Linked by Thom Holwerda on Mon 11th Jan 2016 23:38 UTC
General Development

By now, simply taking over a game and replacing it with a brand new app was beginning to feel a little predictable. So this year, TASBot decided to show off a new skill. At the AGDQ marathon, the bot set out to edit new features onto a game that's still running in active memory. TASBot wanted to be magnanimous with its new capabilities, too, allowing human players (and livestream viewers) the opportunity to edit the game on the fly.

But just how did TASBot - and the team of coders behind it - intend to turn an old game of Super Mario World, running on a standard SNES, into a heavily editable game of Super Mario Maker? Luckily, we had a behind-the-scenes invite to the event and the opportunity to find out.

I spent most of last week watching AGDQ (and donating, of course), and this particular segment blew my mind.

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by IgnitusBoyone on Tue 12th Jan 2016 15:01 UTC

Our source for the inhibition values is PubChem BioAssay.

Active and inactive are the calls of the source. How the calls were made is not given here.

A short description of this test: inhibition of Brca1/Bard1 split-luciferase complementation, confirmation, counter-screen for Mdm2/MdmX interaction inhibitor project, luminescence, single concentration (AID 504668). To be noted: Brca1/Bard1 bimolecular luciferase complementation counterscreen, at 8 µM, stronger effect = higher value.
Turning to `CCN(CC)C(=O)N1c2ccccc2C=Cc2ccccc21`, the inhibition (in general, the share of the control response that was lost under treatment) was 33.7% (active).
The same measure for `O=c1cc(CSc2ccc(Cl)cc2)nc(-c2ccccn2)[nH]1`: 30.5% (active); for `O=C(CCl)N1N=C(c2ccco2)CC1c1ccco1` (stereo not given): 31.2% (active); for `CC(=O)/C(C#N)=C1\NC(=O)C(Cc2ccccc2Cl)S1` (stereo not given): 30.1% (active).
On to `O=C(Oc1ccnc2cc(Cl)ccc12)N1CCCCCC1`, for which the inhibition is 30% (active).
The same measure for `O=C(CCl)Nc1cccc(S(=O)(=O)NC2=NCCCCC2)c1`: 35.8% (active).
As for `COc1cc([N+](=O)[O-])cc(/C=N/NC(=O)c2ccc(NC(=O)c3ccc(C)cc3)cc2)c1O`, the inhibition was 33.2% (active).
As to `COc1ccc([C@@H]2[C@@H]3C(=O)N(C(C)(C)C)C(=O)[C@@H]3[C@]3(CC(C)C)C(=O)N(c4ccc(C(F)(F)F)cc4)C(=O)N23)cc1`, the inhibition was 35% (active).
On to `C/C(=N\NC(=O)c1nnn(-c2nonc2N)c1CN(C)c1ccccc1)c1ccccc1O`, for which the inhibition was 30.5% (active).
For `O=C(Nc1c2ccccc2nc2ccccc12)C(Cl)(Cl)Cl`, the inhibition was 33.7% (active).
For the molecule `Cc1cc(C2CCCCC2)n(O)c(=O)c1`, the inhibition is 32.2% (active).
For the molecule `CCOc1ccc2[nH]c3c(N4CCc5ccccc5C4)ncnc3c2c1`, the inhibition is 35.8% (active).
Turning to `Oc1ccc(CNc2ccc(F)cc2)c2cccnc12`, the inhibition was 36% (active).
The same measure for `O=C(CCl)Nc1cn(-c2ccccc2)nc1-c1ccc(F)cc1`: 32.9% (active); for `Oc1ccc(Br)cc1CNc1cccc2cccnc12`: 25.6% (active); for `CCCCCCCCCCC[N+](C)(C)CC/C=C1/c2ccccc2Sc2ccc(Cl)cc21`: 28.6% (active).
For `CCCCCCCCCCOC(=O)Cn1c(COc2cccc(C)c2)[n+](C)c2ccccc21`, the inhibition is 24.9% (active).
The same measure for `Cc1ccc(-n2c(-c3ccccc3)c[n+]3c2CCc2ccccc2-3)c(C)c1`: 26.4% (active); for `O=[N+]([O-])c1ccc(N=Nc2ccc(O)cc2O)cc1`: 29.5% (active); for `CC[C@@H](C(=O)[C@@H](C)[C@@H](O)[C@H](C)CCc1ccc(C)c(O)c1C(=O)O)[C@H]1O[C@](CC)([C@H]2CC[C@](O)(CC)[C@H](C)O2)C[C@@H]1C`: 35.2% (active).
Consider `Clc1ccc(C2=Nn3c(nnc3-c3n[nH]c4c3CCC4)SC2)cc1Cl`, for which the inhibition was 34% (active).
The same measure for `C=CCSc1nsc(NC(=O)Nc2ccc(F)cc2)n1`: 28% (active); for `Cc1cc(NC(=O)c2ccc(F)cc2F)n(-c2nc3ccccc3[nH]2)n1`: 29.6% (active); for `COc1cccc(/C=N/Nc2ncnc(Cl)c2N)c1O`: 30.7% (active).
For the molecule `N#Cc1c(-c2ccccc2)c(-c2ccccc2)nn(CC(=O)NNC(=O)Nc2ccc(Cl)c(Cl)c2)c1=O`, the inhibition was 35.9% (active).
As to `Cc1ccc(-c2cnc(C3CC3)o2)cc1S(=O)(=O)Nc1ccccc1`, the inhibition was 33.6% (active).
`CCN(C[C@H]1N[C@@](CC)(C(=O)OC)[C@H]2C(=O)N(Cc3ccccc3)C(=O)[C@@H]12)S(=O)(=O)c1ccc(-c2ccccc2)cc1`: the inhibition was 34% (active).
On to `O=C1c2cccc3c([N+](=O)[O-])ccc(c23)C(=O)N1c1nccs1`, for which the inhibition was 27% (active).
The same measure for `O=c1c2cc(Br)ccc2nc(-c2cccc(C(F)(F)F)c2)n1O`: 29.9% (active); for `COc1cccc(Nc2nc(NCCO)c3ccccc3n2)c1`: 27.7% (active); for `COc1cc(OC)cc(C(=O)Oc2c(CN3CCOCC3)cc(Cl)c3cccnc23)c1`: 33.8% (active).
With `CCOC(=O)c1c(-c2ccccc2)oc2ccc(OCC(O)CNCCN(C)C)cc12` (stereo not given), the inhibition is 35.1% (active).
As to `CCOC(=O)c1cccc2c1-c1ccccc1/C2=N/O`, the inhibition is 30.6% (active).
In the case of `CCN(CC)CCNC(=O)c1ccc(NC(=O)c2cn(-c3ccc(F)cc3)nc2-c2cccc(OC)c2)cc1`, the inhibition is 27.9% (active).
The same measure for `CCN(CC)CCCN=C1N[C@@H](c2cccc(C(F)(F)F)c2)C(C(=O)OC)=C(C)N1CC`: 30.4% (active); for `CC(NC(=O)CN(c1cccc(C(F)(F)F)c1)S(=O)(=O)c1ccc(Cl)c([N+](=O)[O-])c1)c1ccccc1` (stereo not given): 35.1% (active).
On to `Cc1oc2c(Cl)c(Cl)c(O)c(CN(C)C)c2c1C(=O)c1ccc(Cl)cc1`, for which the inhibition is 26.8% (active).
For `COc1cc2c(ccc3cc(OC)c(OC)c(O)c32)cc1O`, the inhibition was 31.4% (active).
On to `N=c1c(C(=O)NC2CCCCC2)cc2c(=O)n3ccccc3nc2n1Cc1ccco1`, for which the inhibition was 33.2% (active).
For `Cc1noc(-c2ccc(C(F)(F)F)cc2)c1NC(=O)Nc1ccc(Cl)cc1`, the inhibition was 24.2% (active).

Member since:

These exploits always impress me. I always feel like my programming skills are sub-par after watching a video like this. It is hard for me to even look at a system and start to think about how to abuse an exploit let alone in such an elaborate way.

Reply Score: 2

RE: *Blink*
by henderson101 on Wed 13th Jan 2016 10:05 UTC in reply to "*Blink*"
henderson101 Member since:

Think of it this way - these guys intimately know the SNES hardware. They know the game code back to front. The exploit is convoluted, but humanly possible to create. The rest is understanding memory layouts, custom chips, and raw machine code. Yes, it is ridiculously hard, and probably impossible to get to their level of skill over night, but if you learn how to program the SNES in general, you'll be much closer to appreciating the nuances of what they are doing. They are overwriting the program in memory with their own custom code/patches, which is impressive but pretty well understood, I guess. For me, the amazing part is their creativity.

Reply Score: 3